NBC’s The Apprentice: “Book Smarts” Scores Hole-in-One -- “Street-Smarts” in the Hole - “Earn $100,000 With Your High School Education” Author Reveals Why and Predicts "Net Worth" Loss

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Down 3 wins to 4 on NBC's The Apprentice, Â?street smartÂ? Net Worth loses their second challenge in a row to Â?book smartÂ? Magna in what has been a back-and-forth battle for the title. Did higher education prove more powerful than street savvy in building a successful miniature golf operation? In his book, career expert Jim Read identifies the fundamental weakness that cost the Â?street smartÂ? Â?New WorthÂ? the victory and gives 3 valuale lessons to ensure success in the workplace.

"It seems that Net Worth's game plan is every man for himself," say Read. “They have lost sight of the game and are in self preservation mode. Their street-tough independence is hurting their ability to function as a team.”

In his book, Jim Read recognizes the value of the entrepreneurial spirit that empowers the high school educated to achieve great success. Yet he also recognizes the weakness of the fierce independence that generally accompanies the entrepreneur. If not tamed, the independent spirit can hurt more than it helps – especially in the workplace where people often work together in teams.

Jim Read says there are three valuable lessons to learn to learn from episode seven that apply in the workplace.

1.There are no individual winners when the team loses

A team loss is a loss to everyone on the team. Don’t expect your boss to come by and pat you on the back for your individual effort if your team fails to meet deadlines and objectives. He or she is more likely to question you as to why you didn’t do more to ensure the team’s success.

2.Know How to Play the Game

The goal of each week’s show is to win the task and avoid the boardroom. ”Magna” is learning how to play the game and survive. “Net Worth” is insulating themselves from each other’s mistakes – and loosing. In the workplace, the game is to meet the company’s objectives. Stay focused on the objective. Work with the teammates you have. Play to win. Or, you could end up in the board room in front of your boss to hear, “you’re fired!”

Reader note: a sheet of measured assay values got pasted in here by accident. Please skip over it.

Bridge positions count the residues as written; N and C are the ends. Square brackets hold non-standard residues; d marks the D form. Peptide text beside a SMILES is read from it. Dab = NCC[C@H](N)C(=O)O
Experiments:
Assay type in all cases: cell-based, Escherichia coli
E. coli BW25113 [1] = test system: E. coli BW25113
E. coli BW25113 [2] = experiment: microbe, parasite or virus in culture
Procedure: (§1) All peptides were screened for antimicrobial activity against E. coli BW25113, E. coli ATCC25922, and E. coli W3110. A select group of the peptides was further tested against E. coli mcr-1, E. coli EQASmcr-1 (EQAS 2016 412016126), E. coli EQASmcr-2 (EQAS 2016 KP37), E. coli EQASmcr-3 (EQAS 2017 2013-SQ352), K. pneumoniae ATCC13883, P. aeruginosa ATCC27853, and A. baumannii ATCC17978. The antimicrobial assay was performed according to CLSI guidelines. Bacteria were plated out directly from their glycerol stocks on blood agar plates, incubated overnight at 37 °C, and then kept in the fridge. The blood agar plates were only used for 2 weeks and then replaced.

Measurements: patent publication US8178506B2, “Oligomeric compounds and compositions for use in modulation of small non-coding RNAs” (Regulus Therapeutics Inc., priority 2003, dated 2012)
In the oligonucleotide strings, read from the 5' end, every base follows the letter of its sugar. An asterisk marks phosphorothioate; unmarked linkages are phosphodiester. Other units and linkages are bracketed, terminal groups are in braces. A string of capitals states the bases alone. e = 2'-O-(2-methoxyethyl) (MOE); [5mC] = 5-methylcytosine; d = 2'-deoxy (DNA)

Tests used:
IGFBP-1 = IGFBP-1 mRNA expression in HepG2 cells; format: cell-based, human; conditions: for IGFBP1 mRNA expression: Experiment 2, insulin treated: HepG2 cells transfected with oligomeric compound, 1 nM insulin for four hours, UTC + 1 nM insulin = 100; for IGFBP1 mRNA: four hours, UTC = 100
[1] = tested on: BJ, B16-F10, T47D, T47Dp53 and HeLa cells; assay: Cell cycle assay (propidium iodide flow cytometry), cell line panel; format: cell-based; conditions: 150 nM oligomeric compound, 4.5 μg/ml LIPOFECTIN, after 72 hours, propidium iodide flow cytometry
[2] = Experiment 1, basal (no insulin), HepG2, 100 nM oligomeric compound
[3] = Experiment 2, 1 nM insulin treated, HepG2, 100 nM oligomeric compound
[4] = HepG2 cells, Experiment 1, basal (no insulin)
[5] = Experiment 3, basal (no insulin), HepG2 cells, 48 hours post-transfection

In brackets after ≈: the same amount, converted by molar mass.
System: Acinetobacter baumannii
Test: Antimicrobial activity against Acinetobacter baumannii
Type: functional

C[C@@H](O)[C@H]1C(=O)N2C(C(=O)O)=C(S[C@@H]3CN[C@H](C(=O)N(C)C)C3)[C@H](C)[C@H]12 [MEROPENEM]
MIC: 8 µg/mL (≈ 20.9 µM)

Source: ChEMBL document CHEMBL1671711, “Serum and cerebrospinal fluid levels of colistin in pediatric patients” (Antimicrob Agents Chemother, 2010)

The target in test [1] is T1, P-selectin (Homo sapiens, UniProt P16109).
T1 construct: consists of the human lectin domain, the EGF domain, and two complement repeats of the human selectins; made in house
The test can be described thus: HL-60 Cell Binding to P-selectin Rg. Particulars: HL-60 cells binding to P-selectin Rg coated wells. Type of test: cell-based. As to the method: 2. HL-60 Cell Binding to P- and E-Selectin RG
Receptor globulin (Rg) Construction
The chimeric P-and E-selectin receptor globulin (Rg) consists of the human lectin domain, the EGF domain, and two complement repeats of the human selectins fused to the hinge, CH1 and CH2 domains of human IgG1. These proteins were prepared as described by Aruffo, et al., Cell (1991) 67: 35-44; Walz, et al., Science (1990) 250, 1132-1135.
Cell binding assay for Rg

3.Be a Savvy Politician

Anytime you have a group of people working together, politics are in play. Understanding this is essential to your long-term success. Consider contestant John calling project manager Audrey “an idiot.” Although Audrey was a terrible leader, spouting his opinion in front of her and his teammates was foolish. Audrey was the leader; John wasn’t. She was the one person who had the power to take John into the boardroom if the team failed – and she did. Even though John survived the boardroom, his abrasive manner and open disrespect towards his teammates will hurt him later. Without any political clout and respect from his teammates, John will have a tough time leading the team in the future as project manager. And, he may have set himself up as a target for future boardroom firings. In the workplace, you must be a savvy politician, understanding who holds the power and how to that power affects you.

Jim Read believes that we can learn valuable career lessons from the “The Apprentice”. “You can learn what not to do by watching the bad examples on the show. Sometimes their lessons are more powerful that those you learn from watching the winners.”

About the Author

With his high school education, Jim Read landed his first $100,000 a year job in the high-tech software industry during the fallout of the dot-com bust. He now runs his own internet development firm and publishing company, writing books on the dynamics of career success.

About the Book

“Earn $100,000 With Your High School Education” by Jim Read is a 222 page soft cover guide to “extraordinary success for ordinary people with average education.” available at Barnes & Noble, Amazon.com, by phone at (877) 570-9488, and the book's website http://www.makesix.com.

Media

Media kits and review copies available on request. Contact Jean Skidgel, media@popbop-press.com; (877) 570-9488 x5. To interview Mr. Read, contact the publisher at (407) 677-6349.

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